Archive for August 2011
This is one of the great street foods of Delhi – daal pakodas (fried lentil balls) served with grated radish and carrot and topped with chutneys. Like a small plate of chaat, this is a multi-dimensional exploration of tastes and textures. The pakodas are crunchy and the lentil is tangy. The pakodas are neither too dense nor too fluffy and provides a nice bite. Grated radish and carrot adds a refreshing crispness. Horseradish overtones and bitterness of radish and sweetness of carrots adds to the dimensions of taste. Coriander/mint chutneys are savory, tart, and gingery. Tamarind chutneys bring the taste of molasses, and dates.
Our local pastry shop, “Sugar Butter Flour” serves up excellent pastries. Here is a loot from a recent trip – tiramisu, chocolate hazelnut, flourless chocolate and a key lime mousse.
Following recipe serves two –
- Start with a dozen tender okra. Wash and dry thoroughly.
- Slit open with a paring knife and stuff a pinch of the following spice mixture – 1 tsp salt, 1 tsp amchoor (dry mango powder), 1 tsp anardana (dry pomegranate seeds), 1 tsp toasted and crushed cumin, 1 tsp red pepper powder
- Prepare a thin cake like batter by mixing 1 cup of besan (bengal gram flour) or chickpea flour with sufficient water, a pinch of salt, 1/2 tsp cracked pepper, 1/2 tsp anardana, 1/2 tsp crushed coriander seeds, 1/2 tsp nigella seeds, 1/2 tsp turmeric powder, 1/2 tsp of red pepper powder/flakes
- Prepare a mustard oil bath for frying – 1-2 cups depending on your fryer.
- Heat mustard oil to smoking.
- Coat the okra in batter, a few at a time, and fry until golden.
- Drain on a paper towel and serve with chutney.
Aside from several batches of microgreens and salad greens, the bounty this summer has been quite varied.
Washington Street in Yountville has been taken over by Thomas Keller. So, holding your own out here has perhaps been fun for the rest of the great chefs in Napa. Nearly a decade ago, we ate our first lamb tongue dish at Bistro Jeanty and instantly fell in love. Now that we have been to Paris pilgrimage, we can safely assert that the food here is authentic French bistro cooking. Ambiance is Californian, with golden sun, crisp air, and spacious seating. On a summer day, sitting out on the patio, sipping one of the local Napa wines is a delight. Here is what we ordered this time around: Warm lamb tongue salad, pigs feet, duck and goat cheese pate’, butter cooked snails, a bottle of their table red and a plate of cheese for dessert.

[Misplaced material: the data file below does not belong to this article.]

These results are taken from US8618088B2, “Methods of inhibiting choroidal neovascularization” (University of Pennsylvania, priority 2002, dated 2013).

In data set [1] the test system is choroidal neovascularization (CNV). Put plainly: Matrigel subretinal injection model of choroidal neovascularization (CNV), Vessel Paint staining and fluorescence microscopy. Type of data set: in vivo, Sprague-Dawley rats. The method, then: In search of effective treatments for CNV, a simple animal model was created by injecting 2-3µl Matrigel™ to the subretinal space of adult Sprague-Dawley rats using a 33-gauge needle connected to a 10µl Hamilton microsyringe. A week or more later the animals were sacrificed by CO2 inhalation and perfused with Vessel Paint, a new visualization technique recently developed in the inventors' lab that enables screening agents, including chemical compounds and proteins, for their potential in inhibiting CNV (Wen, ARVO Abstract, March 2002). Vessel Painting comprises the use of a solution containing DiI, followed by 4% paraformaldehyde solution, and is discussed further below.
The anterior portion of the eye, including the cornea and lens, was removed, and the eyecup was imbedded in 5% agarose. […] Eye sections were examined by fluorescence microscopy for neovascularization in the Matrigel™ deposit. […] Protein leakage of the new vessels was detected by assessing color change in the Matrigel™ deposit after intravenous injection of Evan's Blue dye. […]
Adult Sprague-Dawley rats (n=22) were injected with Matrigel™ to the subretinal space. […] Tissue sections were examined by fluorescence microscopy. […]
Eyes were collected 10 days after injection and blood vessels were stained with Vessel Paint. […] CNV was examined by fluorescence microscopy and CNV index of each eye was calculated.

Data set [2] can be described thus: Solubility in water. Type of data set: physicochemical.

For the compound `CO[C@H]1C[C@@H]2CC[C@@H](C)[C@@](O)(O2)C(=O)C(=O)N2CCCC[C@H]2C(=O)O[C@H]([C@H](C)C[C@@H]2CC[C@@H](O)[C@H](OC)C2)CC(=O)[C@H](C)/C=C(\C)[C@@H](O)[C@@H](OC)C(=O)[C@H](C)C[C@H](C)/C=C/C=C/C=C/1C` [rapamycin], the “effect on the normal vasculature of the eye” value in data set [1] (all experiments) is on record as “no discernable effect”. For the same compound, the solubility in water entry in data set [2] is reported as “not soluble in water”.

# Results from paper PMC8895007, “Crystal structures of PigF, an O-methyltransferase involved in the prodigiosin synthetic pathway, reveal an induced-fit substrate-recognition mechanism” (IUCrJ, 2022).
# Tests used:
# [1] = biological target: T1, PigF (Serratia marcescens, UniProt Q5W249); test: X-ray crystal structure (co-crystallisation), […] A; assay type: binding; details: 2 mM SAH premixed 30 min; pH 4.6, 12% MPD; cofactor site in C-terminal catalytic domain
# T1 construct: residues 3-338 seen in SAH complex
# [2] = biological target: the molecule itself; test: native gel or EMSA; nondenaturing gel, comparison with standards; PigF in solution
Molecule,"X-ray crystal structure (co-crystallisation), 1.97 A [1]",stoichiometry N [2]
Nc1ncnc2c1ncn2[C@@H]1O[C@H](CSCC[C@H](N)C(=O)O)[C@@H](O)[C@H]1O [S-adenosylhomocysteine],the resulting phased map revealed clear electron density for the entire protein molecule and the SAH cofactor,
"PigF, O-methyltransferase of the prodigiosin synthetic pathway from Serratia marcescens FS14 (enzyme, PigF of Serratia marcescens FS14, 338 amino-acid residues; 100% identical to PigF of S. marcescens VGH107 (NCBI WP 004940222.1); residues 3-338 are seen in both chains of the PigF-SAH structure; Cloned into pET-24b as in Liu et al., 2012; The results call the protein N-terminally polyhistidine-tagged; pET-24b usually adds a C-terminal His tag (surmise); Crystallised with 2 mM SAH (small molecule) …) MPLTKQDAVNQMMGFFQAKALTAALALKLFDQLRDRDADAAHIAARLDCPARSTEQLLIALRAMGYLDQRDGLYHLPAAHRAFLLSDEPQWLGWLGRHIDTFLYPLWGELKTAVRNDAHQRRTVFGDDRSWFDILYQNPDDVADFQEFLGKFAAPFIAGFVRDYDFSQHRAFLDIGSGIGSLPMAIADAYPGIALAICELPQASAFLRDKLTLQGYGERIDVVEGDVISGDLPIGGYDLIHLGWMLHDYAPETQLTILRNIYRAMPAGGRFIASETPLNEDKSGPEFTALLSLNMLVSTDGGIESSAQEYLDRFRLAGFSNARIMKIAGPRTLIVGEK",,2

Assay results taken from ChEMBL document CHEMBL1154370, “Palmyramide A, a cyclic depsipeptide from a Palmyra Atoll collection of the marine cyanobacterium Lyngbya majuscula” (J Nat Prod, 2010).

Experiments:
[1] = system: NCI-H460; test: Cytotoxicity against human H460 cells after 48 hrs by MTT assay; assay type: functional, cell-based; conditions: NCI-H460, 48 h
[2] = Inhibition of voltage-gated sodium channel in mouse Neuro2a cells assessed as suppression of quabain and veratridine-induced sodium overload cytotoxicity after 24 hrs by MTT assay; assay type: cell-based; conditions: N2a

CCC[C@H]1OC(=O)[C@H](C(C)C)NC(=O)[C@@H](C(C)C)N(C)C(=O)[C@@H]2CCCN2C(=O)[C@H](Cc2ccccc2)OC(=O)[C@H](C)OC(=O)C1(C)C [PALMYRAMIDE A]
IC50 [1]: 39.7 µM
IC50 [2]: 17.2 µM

Lamb tongue is mellower and sweeter meat compared to rest of the lamb and was served the same way as we ate a decade ago, with warm potatoes and salad greens, a light and delightful dish. Pigs feet was slow braised, the fork tender meat was shaped into pig feet shaped log, coated with flour and deep fried – a bit on the heavy side. Rillettes was rich but it was mellow and sweet on the nose. Snail came with a lot of heavenly butter. I unloaded each snail on a slice of baguette, perhaps 1/2 a teasoon of butter per snail. Yummy. A light red wine and my better half provided delightful accompaniment to the meal.
Balancing hazelnut and chocolate can be tricky. My better half has been wanting to take a crack at making a chocolate hazelnut spread. He eventually will, but for now, after some suitable procrastination, he surprised me with mail order from Askinosie, a chocolatier we have grown fond of over weekly doses of Scream sorbet. With chocolate as good as Askinosie, you don’t want the chocolate flavor overpowered, even with something as good as hazelnut. This spread is nearly perfect and since its arrival, has made its way on our home made biscotti, and crepes. A more recent guilty pleasure is with s’mores (marshmallows and graham crackers).
I am mulling over the thought of crepes, chocolate hazelnut spread and marshmallows a la Breizh.